A Whole New Genre of Vehicle

Dyer Consequences

Americans are spoiled for choice. If I’m in the mood to listen to some fresh Ukrainian freestyle gangster folk choir music, there’s a satellite radio station waiting for me. At the grocery store, I laugh at the preposterousness of the plain bagels sitting forlornly in the freezer. Plain bagels? As if. At the gym, I use roughly one percent of the available machines, because I don’t know how to use the rest of them, and I secretly fear that I’ll get incorrectly buckled into some contraption only to find that its articulated weight sledge has pulled down my shorts. But mostly, choice is a good thing.

Look at cars. Ninety-some years ago, unless you were the sort of gadfly who summered in Newport and had gout, you drove a Model T, and that was that. Today, car companies are constantly subdividing genres in search of untapped markets, and as such we now have classifications that didn’t exist even a few years ago. Whether you’re looking for a pickup with sports car pretentions (the Ford F-150-based Saleen S331 Sport Truck), an anime track special (the Honda S2000 CR), or whatever you call the forthcoming BMW X6, there’s something out there for everyone. Well, everyone but me.

I really should’ve been a marketer, because I’ve got an idea – and a need – for a car that’s so obvious, nobody’s bothered to build it.

My wife, Heather, recently announced that she’s “all set” with our BMW M3. She doesn’t like sitting low. She wants more interior space. And realistically, she uses the car to drive two miles to work every day. Sad as it is for me to admit, it really doesn’t make sense for us to have an M3. A ten-year-old M3 isn’t what you’d call an exotic, but using an M3 for your dreary urban slog is akin to owning a spotted leopard to control mice in your apartment. It’s not fair to the poor thing, and when I sell it, I’ll probably play “Free Bird” and weep.

So what next? Most women secretly want to drive a monster truck, and Heather is no different. My job, then, is to consider what she wants (Grave Digger with a vanity mirror) and what I want (at the moment, the General Lee as interpreted by Chip Foose) and meet in the middle. That means a crossover.

There’s only one problem. From a car-guy perspective, “crossover” is the new code for “minivan.” And like a minivan, nobody’s buying a Toyota RAV4 because it causes a primal stirring in the loins. You buy a crossover because it’s useful. It answers your needs. And I find that just so depressing.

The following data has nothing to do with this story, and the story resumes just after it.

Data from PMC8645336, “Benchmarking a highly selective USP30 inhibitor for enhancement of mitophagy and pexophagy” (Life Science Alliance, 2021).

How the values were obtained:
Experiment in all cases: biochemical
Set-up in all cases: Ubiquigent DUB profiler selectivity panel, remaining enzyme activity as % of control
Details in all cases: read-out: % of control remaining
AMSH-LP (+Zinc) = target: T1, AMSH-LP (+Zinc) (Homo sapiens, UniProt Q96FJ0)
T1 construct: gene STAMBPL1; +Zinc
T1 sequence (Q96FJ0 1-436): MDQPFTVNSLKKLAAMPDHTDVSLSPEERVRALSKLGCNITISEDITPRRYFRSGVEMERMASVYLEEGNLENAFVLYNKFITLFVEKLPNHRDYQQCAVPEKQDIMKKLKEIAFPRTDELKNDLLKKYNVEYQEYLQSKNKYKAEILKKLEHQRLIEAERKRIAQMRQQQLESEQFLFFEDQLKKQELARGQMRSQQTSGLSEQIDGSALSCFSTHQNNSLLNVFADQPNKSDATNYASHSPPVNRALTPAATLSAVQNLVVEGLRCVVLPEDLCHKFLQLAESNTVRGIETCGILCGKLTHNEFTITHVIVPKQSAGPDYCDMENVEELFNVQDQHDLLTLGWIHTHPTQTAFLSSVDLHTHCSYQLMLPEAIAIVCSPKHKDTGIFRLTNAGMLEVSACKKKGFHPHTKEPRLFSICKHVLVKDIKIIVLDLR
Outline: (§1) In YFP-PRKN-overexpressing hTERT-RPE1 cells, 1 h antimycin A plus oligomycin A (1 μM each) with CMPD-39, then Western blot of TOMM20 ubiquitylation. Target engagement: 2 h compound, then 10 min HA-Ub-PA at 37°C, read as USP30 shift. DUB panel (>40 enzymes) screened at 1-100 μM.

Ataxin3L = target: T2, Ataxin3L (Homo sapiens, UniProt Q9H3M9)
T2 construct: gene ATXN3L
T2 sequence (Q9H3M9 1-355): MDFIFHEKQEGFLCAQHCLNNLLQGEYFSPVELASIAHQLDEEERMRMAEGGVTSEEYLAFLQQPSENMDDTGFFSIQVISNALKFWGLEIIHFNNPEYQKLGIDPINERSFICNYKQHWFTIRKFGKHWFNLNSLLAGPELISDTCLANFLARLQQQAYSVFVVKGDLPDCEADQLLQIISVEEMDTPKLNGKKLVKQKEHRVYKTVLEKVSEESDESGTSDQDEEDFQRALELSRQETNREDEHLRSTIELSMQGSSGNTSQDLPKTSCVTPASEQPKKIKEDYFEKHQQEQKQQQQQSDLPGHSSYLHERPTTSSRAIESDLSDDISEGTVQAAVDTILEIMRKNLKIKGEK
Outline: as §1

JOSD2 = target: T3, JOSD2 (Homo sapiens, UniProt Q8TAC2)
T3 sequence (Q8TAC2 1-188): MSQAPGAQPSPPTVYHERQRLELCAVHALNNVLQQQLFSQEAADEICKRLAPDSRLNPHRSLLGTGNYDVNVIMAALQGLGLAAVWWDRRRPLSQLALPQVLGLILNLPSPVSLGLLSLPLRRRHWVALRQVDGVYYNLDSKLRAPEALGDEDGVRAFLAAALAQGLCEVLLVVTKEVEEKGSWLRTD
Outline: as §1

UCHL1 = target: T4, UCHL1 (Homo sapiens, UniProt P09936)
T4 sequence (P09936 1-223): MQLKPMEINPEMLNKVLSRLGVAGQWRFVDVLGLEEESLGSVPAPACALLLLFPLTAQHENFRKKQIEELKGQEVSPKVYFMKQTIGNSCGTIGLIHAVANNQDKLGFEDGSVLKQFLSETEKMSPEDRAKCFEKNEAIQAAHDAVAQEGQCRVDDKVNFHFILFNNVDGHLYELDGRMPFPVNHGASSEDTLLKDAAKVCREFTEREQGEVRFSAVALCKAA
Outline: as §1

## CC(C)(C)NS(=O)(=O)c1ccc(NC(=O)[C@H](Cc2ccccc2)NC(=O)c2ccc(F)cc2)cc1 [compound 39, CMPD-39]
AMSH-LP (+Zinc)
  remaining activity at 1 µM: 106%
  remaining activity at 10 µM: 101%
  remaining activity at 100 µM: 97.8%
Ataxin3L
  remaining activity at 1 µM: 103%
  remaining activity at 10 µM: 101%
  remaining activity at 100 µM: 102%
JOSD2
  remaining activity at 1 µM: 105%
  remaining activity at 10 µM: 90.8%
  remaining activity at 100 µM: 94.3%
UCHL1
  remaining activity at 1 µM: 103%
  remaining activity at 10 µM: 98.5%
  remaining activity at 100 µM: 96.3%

A 32-inch TV would meet my needs, which is why I got a 50-inch. A George Foreman electric grill would meet my needs, which is why I got a bitchin’ Weber. A two-blade razor would meet my needs, so naturally I use a Gillette Octo-Blade Follicle-Nuker Turbo. Excess is best, but there’s no such thing as an excessive crossover. Yet.

I’d feel much better about surrendering the M3 if anybody made a crossover that could really put a smile on my face. But while the car companies are all busy trying to invent new segments (” An off-road performance hybrid luxury hardtop convertible with suicide doors on the front and sliding doors on the back? Done!”), guys like me who want a crossover with cred are stuck. I’d like to say that I’ve narrowed my choices to the BMW X335i, the Ford Edge Shelby GT, the Mitsubishi Outlander Evo, the Nissan Nismo Murano Spec-V, the Toyota RAV4 TRD, and the Acura RDX Type-S. Unfortunately, none of those vehicles exist.

As it stands, the current Mitsubishi Outlander looks like it could be a front-runner. But when I tell people about its performance credentials – aluminum roof, driver-controllable rear-biased torque split, magnesium paddleshifters mounted to the steering column, like a Ferrari – I can see in their eyes what they’re thinking: whatever you’ve got to tell yourself to rationalize buying a mommy-mobile, dude.

That’s why I need to have at least 300 horsepower. A turbo would be nice – twin turbos, even better. My high-performance crossover should have a manual transmission, although I’ll settle for a dual-clutch automatic. Bodywork modifications can remain minimal, although some big wheels probably make sense. And that’s it. Basically, all I want is a homologated Paris-Dakar Rally truck, because if I owned one of those, nobody could question my commitment to things that are cool. And if it got a little bit dented and dirty from living in the city, all the better – a four-by-four looks proper with some battle scars.

Which brings me back to the M3. The other day, I took it to the local gas station to get the winter tires mounted, and the guy at the pumps noticed me taking some photos. He walked over and said, “Don’t tell me you’re selling this beauty! This is a special car, man.” Yes, yes it is. And while it doesn’t fit our needs, I really don’t want to sell it, either – at least, not until somebody gives me a good reason. I’m waiting.

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2018 BMW M3

2018 BMW M3

MSRP $66,500 Base Sedan